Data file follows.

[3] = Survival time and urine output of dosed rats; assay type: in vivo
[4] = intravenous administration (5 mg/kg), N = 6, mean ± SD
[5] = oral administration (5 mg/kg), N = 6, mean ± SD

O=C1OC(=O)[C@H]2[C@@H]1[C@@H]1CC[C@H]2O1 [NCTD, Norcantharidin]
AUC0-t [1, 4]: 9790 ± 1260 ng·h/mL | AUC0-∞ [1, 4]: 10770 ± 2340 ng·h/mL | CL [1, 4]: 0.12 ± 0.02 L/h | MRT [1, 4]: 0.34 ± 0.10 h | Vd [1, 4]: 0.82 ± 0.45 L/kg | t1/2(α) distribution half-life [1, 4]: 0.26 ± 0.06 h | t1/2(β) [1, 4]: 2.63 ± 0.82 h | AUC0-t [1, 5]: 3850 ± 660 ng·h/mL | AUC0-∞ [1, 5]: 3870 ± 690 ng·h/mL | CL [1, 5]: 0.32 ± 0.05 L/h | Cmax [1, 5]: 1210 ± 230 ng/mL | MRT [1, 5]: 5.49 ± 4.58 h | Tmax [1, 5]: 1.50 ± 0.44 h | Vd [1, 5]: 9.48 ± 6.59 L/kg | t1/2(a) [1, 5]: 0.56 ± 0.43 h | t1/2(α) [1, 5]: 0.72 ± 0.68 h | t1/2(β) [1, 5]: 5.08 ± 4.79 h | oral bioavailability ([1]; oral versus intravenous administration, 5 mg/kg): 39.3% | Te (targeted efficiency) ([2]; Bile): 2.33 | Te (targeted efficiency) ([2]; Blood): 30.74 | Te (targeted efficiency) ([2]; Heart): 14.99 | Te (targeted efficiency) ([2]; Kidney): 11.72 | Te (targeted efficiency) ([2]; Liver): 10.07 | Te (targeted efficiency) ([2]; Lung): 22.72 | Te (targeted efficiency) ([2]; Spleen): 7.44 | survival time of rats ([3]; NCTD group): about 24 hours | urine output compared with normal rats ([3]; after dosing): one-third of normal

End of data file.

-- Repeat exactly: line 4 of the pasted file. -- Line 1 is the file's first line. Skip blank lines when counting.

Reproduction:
O=C1OC(=O)[C@H]2[C@@H]1[C@@H]1CC[C@H]2O1 [NCTD, Norcantharidin]